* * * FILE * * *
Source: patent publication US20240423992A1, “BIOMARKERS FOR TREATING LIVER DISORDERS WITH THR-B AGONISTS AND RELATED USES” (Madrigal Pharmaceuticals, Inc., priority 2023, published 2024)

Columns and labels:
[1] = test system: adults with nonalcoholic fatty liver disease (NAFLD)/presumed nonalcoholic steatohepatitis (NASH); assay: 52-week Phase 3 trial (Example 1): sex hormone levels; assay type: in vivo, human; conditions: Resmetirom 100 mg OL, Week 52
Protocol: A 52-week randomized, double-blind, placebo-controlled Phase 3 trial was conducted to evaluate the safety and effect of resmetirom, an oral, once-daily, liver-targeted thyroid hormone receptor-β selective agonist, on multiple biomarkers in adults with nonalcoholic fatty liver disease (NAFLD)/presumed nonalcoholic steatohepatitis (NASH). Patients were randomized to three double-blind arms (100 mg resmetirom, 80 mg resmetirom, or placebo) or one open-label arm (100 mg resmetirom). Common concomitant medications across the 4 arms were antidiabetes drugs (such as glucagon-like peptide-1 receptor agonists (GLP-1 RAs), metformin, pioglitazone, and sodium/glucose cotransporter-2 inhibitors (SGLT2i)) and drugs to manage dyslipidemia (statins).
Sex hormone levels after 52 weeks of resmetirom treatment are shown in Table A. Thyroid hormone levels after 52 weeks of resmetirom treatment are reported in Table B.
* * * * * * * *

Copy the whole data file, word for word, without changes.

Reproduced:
Source: patent publication US20240423992A1, “BIOMARKERS FOR TREATING LIVER DISORDERS WITH THR-B AGONISTS AND RELATED USES” (Madrigal Pharmaceuticals, Inc., priority 2023, published 2024)

Columns and labels:
[1] = test system: adults with nonalcoholic fatty liver disease (NAFLD)/presumed nonalcoholic steatohepatitis (NASH); assay: 52-week Phase 3 trial (Example 1): sex hormone levels; assay type: in vivo, human; conditions: Resmetirom 100 mg OL, Week 52
Protocol: A 52-week randomized, double-blind, placebo-controlled Phase 3 trial was conducted to evaluate the safety and effect of resmetirom, an oral, once-daily, liver-targeted thyroid hormone receptor-β selective agonist, on multiple biomarkers in adults with nonalcoholic fatty liver disease (NAFLD)/presumed nonalcoholic steatohepatitis (NASH). Patients were randomized to three double-blind arms (100 mg resmetirom, 80 mg resmetirom, or placebo) or one open-label arm (100 mg resmetirom). Common concomitant medications across the 4 arms were antidiabetes drugs (such as glucagon-like peptide-1 receptor agonists (GLP-1 RAs), metformin, pioglitazone, and sodium/glucose cotransporter-2 inhibitors (SGLT2i)) and drugs to manage dyslipidemia (statins).
Sex hormone levels after 52 weeks of resmetirom treatment are shown in Table A. Thyroid hormone levels after 52 weeks of resmetirom treatment are reported in Table B.